- What is sleep apnea in babies?
- How common is sleep apnea in babies?
- What causes sleep apnea?
- What are the risk factors for sleep apnea?
- What are the symptoms of sleep apnea?
- How is sleep apnea diagnosed?
- How is sleep apnea treated?
- Are there complications of sleep apnea?
- What should you do if a baby with sleep apnea stops breathing?
- How to prevent sleep apnea in babies?
Babies with sleep apnea feel drowsy and sleep in unusual positions. It disrupts the regular sleeping pattern of an infant by interfering with their breathing. Read on to know more as MomJunction gives you the causes, treatment methods, and more information on this.
What Is Sleep Apnea?
Sleep apnea is a condition where a baby stops breathing during sleep either due to the obstruction of the airway or because the breathing process is incorrect. It eventually hinders the airflow to the lungs during inhalation and impacts respiration.
How Common Is Sleep Apnea In Babies?
Sleep apnea is the most common among children between two and six years (1) and less common in babies younger than six months. But it cannot be completely ruled out in infants of this age group (2)Overall, sleep apnea only affects about 3% children below the age of 13 years thus making it an uncommon pediatric ailment (3).
Although less common, sleep apnea could be of different kinds.
Types Of Sleep Apnea:
Sleep apnea is of three types depending on the reason behind the obstruction:
- Obstructive sleep apnea is the most common form in infants and happens when the upper airway is obstructed (4). While the breathing mechanism functions properly, the airflow is hindered due to an airway constriction.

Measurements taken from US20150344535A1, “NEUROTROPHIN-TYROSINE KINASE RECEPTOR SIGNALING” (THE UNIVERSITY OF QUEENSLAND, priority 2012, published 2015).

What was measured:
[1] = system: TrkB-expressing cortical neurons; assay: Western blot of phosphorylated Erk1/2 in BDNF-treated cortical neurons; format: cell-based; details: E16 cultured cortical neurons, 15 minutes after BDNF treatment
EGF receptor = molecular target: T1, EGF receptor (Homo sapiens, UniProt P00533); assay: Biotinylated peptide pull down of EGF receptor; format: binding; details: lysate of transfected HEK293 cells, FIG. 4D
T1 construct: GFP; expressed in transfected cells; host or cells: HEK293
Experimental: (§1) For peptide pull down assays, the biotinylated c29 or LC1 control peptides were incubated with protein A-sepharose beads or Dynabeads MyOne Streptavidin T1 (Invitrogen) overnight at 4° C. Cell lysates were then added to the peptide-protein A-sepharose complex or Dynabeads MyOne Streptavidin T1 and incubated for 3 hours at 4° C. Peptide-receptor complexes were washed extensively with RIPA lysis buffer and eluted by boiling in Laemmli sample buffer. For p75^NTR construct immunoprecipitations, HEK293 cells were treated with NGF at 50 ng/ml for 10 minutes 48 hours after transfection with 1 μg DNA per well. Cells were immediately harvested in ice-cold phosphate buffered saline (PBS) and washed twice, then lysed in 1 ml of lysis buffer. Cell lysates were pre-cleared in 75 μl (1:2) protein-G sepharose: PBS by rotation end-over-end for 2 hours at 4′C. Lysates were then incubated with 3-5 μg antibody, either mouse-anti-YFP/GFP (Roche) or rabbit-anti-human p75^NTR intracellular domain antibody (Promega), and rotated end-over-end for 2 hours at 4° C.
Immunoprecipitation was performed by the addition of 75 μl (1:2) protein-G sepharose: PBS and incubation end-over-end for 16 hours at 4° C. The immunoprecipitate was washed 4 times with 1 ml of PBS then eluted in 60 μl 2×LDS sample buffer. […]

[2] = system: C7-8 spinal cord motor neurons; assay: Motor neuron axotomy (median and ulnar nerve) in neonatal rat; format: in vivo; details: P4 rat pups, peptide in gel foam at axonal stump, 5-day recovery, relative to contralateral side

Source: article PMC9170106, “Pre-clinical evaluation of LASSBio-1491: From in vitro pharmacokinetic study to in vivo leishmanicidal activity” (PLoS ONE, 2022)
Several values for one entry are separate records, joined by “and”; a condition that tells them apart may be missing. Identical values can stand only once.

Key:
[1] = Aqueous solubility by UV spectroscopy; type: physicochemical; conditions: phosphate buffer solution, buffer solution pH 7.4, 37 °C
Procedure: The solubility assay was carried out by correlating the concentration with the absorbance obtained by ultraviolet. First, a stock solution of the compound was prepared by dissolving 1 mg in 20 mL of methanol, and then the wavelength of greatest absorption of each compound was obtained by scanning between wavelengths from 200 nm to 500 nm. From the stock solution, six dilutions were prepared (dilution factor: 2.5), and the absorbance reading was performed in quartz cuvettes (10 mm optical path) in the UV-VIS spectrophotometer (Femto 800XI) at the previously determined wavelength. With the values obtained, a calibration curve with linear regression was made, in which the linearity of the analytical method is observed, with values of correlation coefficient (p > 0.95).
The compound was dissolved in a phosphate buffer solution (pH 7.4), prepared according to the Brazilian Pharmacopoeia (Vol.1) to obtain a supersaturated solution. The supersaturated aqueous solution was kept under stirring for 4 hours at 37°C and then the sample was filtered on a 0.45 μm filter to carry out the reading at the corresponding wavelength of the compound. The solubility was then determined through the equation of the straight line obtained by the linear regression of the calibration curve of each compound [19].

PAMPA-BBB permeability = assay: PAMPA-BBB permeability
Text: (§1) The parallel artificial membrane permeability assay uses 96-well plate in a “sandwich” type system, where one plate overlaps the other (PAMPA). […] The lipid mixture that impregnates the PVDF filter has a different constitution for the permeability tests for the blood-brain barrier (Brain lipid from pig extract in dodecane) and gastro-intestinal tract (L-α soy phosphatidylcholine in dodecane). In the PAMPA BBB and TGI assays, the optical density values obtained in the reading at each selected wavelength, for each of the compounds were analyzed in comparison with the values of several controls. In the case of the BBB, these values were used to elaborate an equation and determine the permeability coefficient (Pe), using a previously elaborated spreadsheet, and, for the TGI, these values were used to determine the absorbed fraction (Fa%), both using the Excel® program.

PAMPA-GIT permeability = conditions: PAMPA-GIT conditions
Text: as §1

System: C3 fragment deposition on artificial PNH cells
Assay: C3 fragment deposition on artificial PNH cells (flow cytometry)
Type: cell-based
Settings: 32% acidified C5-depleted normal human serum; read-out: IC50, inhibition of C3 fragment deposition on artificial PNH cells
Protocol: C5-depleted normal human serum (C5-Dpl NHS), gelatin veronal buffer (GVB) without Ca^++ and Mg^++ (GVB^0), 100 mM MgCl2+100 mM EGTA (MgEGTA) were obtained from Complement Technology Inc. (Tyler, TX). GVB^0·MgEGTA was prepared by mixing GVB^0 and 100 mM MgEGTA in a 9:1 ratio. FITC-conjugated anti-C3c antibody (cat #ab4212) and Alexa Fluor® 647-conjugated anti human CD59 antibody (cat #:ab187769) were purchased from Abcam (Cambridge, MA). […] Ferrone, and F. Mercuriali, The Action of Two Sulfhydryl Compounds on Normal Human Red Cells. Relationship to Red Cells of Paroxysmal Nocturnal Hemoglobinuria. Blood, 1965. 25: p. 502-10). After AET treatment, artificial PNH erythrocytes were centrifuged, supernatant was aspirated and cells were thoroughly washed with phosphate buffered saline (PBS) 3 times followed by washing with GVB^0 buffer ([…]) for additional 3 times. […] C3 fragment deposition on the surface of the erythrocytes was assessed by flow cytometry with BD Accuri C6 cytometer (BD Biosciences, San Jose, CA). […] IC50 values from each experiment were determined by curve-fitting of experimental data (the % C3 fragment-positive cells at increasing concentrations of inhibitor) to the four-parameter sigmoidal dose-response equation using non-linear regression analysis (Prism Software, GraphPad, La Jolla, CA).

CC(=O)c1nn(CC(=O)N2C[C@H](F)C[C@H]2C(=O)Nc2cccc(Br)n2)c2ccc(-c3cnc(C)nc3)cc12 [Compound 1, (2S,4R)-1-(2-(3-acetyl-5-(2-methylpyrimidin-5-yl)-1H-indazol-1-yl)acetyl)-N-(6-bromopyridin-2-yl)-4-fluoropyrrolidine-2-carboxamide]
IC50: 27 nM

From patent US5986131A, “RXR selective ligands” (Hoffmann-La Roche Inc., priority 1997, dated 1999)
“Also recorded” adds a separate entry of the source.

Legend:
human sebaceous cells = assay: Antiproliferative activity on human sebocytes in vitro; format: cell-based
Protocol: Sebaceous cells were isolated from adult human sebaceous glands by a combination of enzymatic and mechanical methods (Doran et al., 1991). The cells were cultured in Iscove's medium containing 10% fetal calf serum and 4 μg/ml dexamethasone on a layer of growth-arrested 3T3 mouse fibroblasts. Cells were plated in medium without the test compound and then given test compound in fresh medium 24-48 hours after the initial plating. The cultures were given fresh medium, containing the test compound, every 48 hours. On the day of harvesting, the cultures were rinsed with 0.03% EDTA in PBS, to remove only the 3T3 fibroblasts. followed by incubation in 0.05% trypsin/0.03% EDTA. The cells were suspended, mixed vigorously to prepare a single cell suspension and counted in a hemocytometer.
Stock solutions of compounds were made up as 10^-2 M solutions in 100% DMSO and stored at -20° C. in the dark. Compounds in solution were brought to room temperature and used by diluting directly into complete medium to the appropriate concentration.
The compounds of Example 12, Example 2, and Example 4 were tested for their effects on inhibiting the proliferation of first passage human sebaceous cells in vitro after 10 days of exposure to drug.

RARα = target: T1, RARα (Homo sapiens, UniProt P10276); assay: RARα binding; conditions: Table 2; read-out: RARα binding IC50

- Central sleep apnea is a less common form of sleep apnea in babies. This occurs due to a failure of the central nervous system to regulate effective breathing mechanism. In normal breathing, the brain sends impulses to the thoracic muscles to expand and contract for inhalation and exhalation respectively. However, in central sleep apnea, the muscles fail to move adequately due to insufficient stimulus from the brain. This results in irregular, interrupted breathing (5). Unlike obstructive sleep apnea, there is no obstruction of the upper respiratory airways.
- Mixed sleep apnea occurs when obstructive and central sleep apnea occur together.
The breathing and CNS problems are mostly caused due to some health conditions.
What Causes Sleep Apnea In Babies?
Here is a detailed explanation on the diseases or disorders that affect sleep apnea.
- Adenoid and tonsils are both lymphatic tissues of the upper respiratory system that play an important role in fighting pathogens. However, it makes them vulnerable to infections. Infected adenoid and tonsils swell, eventually constricting the upper airway and leading to apnea. Sleep apnea due to swollen adenoids and tonsils is the most common cause of sleep apnea among infants (6).
- Gastroesophageal reflux disease (GERD) or acid reflux happens in infants due to their poorly-developed lower oesophageal sphincter. The sphincter does not close after food is swallowed, and the food and acid from stomach flow upwards through the esophagus to reach the throat and obstruct the airway (7).
- Repeated chronic nasal and lung congestion causes mucus to dribble into the lower airway. Mucus can also travel upwards from the bronchioles and accumulate around the larynx, thus significantly narrowing the airway and causing obstructive sleep apnea (8).
- Diseases and infections affecting the nervous system may disturb the breathing mechanism that can lead to central sleep apnea. An example is a defect in the brain stem, which is a section of the brain that connects to the spinal cord. Any congenital defect here causes irregular breathing and sleep apnea.